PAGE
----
Rob, thank you for re-addressing Afib in this light -- the literature is well summarized and you make excellent anecdotal guidelines!

    I also want to thank some of your responders for sprucing up the post and making it even more deliciously entertaining.

    In our previous conversation, we mainly discussed CV of an unstable a fibber whereas the stable RAFF patient is really the topic here. On the matter of the stable RAFF I have to agree with you Rob. When CV vs rate control vs wait and see are all on the table I like the David Newan approach of a good PARQ discussion that leaves ultimate clinical decision making in the patient’s lap (sort of). Yet, when the pressure is low, the patient altered, the troponins up, or the sats down I’d still show ’em a pair. Of paddles that is!

    1. ekgpress

      NICE Comment Gabe! Agreement is universal that the truly unstable patient with RAFF needs paddles. But most new AFib patients are not truly unstable because of the new AFib -- in which case ‘automatic paddles’ without pause for judgement and individualized joint decision-making is not the way to go. A good PARQ discussion with consideration of relevant factors for the case-at-hand is reasonable middle-ground.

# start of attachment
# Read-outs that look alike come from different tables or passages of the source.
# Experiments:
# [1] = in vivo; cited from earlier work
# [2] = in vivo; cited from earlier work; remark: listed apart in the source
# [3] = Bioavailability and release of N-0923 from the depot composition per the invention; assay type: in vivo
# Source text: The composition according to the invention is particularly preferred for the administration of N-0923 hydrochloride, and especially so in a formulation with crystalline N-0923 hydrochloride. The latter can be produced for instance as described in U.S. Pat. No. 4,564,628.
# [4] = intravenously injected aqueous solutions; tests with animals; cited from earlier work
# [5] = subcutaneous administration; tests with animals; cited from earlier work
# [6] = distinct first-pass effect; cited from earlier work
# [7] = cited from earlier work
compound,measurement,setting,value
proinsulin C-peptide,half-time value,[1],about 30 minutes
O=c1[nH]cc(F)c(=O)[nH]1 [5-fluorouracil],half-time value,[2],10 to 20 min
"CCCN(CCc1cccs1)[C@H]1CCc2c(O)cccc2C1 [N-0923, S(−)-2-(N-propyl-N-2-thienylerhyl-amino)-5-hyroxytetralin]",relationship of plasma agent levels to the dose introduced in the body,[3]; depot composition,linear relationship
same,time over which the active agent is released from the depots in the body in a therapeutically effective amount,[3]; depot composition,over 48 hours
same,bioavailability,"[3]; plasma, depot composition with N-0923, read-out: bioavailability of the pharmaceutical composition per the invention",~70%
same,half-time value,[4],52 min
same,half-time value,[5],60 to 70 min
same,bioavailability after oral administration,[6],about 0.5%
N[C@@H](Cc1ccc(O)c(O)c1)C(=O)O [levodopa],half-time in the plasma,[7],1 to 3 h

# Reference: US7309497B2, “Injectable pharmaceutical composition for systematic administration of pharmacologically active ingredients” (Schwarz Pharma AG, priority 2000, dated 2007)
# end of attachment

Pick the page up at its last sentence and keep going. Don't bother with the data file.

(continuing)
9. Katrin Hruska

    Our protocols for A-fib is one of the few things that haven’t changed since I was in med school. We use po, or if necessary, iv metoprolol for rate control and send the patient home, if they present during the first 24 hours. Since we don’t do any procedural sedantion, (we only have access to diazepam) in the ED, the patient will come back fasting for an ecg check and possibly cardioversion the next day, preferably straight to cardiology, but in some hospitals they have to be admitted through the ED. Patients with recurrent episodes often show up fasting on day two.